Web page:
The Real History of American Immigration – By JOSHUA ZEITZ August 06, 2017


AP

The United States is currently experiencing a “historic flow of unskilled immigration,” warned Stephen Miller in a bruising news conference last week that saw the White House senior policy adviser harangue a CNN reporter over the famous Emma Lazarus poem on the base of the Statue of Liberty. Miller, who is also the chief wordsmith behind President Donald Trump’s revanchist agenda, speaks with the conviction of a true believer.

Unveiling the administration’s new immigration proposal, Miller suggested a shift in who does, and who doesn’t, earn a coveted green card. “Does the applicant speak English? Can they support themselves and their families financially? Do they have a skill that will add to the U.S. economy? Are they being paid a high wage?”

It’s perfectly reasonable to revisit American immigration policy, which has remained mostly consistent for over 50 years and favors family reunification over skills-based quotas, unlike many other Western countries. But to claim that the current flow of “unskilled” immigrants into the United States is “historic”—or a break from precedent—is to betray history.

The great immigration wave that delivered some 40 million newcomers to the United States between 1830 and 1940 was comprised largely of unskilled workers with minimal English-language proficiency. For every third- or fourth-generation white ethnic family, there is a stunning success story, but in the aggregate, their ancestors experienced little economic mobility in their own lifetimes. Many of them had little interest in even being American; they came to earn money and return home.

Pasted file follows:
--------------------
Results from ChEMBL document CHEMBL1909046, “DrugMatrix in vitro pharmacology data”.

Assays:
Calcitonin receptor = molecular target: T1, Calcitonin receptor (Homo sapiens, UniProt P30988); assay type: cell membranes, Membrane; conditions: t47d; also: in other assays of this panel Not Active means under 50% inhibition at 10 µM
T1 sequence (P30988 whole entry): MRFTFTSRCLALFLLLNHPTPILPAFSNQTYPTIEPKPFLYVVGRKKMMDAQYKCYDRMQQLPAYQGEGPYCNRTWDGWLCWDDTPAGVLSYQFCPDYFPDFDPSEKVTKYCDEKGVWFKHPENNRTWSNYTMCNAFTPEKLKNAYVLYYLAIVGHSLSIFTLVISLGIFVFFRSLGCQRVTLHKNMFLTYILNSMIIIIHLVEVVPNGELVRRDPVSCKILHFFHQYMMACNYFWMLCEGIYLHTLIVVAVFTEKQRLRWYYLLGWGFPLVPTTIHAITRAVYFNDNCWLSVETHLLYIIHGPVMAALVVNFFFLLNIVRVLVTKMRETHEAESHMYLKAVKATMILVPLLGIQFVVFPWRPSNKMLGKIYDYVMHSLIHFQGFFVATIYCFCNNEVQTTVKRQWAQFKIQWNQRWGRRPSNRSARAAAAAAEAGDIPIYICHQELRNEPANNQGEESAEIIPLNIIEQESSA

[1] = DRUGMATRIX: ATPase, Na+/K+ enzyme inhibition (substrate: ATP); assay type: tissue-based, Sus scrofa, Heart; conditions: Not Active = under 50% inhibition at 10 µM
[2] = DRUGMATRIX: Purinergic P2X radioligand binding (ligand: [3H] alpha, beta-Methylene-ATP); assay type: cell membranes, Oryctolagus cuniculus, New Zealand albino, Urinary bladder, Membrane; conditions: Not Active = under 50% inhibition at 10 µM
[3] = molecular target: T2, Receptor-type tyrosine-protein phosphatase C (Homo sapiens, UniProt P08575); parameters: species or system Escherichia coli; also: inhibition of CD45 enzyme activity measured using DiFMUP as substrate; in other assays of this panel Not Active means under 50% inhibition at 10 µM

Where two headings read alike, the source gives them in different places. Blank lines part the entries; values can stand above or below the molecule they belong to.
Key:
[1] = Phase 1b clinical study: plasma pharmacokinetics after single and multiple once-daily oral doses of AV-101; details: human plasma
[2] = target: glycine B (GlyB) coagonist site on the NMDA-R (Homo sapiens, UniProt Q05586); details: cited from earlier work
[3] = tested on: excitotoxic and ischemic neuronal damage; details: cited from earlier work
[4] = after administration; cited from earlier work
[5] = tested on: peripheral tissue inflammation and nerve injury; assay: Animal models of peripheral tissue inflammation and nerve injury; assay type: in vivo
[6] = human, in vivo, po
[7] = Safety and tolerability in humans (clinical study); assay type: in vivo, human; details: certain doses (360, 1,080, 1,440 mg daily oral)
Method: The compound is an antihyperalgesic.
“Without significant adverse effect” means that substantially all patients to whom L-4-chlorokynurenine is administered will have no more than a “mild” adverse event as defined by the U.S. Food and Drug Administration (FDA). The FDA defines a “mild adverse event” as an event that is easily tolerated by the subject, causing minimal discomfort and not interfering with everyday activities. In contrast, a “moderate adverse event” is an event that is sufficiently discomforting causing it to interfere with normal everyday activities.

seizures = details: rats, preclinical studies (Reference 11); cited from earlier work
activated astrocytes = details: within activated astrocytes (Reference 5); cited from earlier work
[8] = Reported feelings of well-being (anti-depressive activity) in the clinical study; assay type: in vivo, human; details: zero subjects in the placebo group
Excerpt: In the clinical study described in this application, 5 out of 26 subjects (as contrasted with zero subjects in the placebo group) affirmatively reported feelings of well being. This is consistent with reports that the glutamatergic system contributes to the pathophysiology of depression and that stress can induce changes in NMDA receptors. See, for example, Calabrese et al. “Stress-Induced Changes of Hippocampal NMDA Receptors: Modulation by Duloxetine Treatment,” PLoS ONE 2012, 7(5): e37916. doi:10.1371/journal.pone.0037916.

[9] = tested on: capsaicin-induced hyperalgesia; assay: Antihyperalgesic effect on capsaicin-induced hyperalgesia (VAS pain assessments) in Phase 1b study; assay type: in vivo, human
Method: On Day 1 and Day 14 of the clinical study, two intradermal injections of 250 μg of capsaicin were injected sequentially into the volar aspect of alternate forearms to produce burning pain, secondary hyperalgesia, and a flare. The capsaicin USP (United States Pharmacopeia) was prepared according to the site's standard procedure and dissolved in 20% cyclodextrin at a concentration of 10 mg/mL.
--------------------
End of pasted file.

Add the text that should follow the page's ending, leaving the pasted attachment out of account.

The proposed shift to a skills-based system might be good for the country; it might be bad. It’s the prevailing system in Canada and Australia, two countries that aren’t known for their hostility to immigrants. But on one important point, Miller is clearly wrong: Trump’s plan would signal a dramatic break with American history and tradition.

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Americans often think of their history as uniquely providential. But we have always existed in a wider global context. The 19th and early 20th centuries witnessed a seismic economic reordering in which people, capital and ideas flowed within and between national borders. The same forces that drove European and Asian migration to the United States—the rise of commercial agriculture and the attendant trend of land consolidation, industrialization and growing international trade—also generated massive waves of internal migration from rural to urban areas and immigration to magnet countries like Brazil, Britain and Canada. The United States was a major part of a much larger story.

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